To whom it may concern,

I am currently a 1st year student of Biology in the National University of Ireland, Maynooth. During my studies we have talked alot about viruses. One thing which troubles me is the question, are viruses alive? In my opinion they are, i feel that many biologists will not accept that they are as the whole definition of LIFE would have to be changed, however the definition of life has changed many times over the past few centuries, why can't it again? I would really like to hear your opinion on this!

               Jason Mc Dermott

The problem with viruses is that they don't have essential enzymes that allow them to self-replicate. They need to infect other organisms and use their enzymes. So it isn't really a self-sustaining living organism.

However, I do see your point about the possibility of viruses being alive. Their sole purpose is to reproduce, much as other living organisms and that seems to me very much like life.

I think the problem here is where to draw the line. Is a virus alive when they're reproducing (i.e. with the help of enzymes in other organisms), but not alive when they're dormant? Is it possible to have a part-time living organism?

On the other hand do we really need to draw the line?

As we understand phylogeny and evolution better, it is becoming increasingly difficult to separate individual groups from another. For instance, dinosaurs and birds. There isn't a clear cut separation of birds from dinosaurs because we now know that some dinosaurs had many characters that we previously thought was bird specific.

Unfortunately, we live in a classification world and we do need to draw the line somewhere. It may change in the future when we understand the history of viruses better.

Does that mean that I (and all other obligately sexual organisms) am (are) not alive, since I (they) cannot self-replicate without using another organism?

Last edited by Paolo Viscardi (17th May 2007 07:51:04)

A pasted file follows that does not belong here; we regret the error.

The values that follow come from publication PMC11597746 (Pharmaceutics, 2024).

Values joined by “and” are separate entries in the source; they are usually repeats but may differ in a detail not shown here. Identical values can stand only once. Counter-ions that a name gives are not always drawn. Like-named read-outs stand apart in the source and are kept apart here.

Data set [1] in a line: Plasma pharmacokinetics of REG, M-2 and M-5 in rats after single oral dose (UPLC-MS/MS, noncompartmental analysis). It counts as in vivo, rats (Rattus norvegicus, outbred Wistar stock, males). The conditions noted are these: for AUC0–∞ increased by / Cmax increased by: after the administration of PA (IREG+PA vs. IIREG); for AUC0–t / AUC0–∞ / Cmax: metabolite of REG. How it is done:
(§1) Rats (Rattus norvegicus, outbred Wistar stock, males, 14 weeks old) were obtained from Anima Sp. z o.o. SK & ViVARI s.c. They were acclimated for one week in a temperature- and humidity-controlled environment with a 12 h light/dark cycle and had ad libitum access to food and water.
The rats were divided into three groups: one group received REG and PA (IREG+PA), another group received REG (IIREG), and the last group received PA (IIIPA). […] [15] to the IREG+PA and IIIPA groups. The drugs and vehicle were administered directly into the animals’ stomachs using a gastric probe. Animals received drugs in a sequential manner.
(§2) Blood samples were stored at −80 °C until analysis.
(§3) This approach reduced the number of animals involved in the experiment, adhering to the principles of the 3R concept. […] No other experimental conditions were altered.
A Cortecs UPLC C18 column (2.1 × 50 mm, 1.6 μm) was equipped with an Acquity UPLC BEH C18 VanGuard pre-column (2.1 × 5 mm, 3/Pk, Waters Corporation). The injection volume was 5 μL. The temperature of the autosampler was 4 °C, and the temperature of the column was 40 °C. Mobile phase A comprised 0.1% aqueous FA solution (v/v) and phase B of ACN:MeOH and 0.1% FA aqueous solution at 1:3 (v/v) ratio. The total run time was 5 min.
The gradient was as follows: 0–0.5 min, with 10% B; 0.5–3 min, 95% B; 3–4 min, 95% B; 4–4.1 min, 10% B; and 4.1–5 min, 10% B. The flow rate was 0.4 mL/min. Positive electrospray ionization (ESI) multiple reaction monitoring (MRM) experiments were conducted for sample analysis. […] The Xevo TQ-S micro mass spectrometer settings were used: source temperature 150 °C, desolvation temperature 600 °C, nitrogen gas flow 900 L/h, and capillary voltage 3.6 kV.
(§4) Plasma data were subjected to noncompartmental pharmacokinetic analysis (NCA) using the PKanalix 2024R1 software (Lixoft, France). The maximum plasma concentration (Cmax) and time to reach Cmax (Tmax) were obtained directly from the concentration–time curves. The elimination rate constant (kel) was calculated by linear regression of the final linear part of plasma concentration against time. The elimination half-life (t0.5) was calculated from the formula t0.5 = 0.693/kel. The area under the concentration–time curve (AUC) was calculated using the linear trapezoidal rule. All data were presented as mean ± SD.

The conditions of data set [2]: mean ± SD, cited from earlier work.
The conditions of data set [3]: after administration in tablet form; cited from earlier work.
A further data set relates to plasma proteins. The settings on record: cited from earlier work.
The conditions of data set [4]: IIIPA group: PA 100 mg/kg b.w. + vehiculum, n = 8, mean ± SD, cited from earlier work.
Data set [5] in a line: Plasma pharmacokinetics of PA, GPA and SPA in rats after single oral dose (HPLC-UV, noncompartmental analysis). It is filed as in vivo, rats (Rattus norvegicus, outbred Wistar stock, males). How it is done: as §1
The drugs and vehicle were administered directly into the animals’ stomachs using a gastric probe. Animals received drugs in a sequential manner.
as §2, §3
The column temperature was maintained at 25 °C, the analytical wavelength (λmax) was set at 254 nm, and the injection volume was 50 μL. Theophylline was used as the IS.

Viruses can't reproduce without the help of an organism of a different species/phylum/kingdom, whatever, another bacteria or a eukaryote cell or something. Sexual organisms are different from that because most of us can reproduce within our own species, subspecies, whatever. My thoughts on the matter anyway.

Hello Jason, you have really put forward a tough question and it is no surprise that different members of the forum here have different opinions! The problem here, as with many such philosophical questions is defining LIFE.

As you said the definition of life has continually changed and currently the most popular definition is limited to self-sustaining organisms. However, consider that many non-viral parasitic organisms including multicellular life such as plants and animals are certainly regarded as alive but could not survive without their hosts.

So if we go with the most basic definition viruses can be viewed as alive. As Manabu said:

"Their sole purpose is to reproduce, much as other living organisms "

Now, what about prions?

Prion proteins do not reproduce. The presence of the mutant form induces permanent conformational changes in the wildtype protein, but that does not involve genomics and thus in my book it is neither reproduction nor "alive".

I'd agree about the "alive" bit, but surely by changing the form of the wildtype protein into what is, effectively, a replica of itself the prion does actually reproduce?

all comes down to what we mean by reproduce - potatoes, potatoes, tomatoes, tomatoes!

In summary, Jason's orginal question "Are viruses alive?" might be better expressed as "Is 'alive' defined in such a way as to include viruses?"  Put that way, it's clear that the question is about definitions rather than facts.